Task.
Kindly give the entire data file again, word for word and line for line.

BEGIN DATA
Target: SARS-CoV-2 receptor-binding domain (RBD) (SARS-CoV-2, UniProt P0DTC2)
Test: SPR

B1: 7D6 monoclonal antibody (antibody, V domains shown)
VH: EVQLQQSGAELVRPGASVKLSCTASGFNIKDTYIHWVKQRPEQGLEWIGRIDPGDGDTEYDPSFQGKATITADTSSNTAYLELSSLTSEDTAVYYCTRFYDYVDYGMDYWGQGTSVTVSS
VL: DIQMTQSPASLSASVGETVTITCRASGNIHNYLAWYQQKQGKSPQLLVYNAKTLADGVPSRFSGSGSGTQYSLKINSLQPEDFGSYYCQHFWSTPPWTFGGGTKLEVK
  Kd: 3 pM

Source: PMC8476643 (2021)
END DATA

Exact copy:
Target: SARS-CoV-2 receptor-binding domain (RBD) (SARS-CoV-2, UniProt P0DTC2)
Test: SPR

B1: 7D6 monoclonal antibody (antibody, V domains shown)
VH: EVQLQQSGAELVRPGASVKLSCTASGFNIKDTYIHWVKQRPEQGLEWIGRIDPGDGDTEYDPSFQGKATITADTSSNTAYLELSSLTSEDTAVYYCTRFYDYVDYGMDYWGQGTSVTVSS
VL: DIQMTQSPASLSASVGETVTITCRASGNIHNYLAWYQQKQGKSPQLLVYNAKTLADGVPSRFSGSGSGTQYSLKINSLQPEDFGSYYCQHFWSTPPWTFGGGTKLEVK
  Kd: 3 pM

Source: PMC8476643 (2021)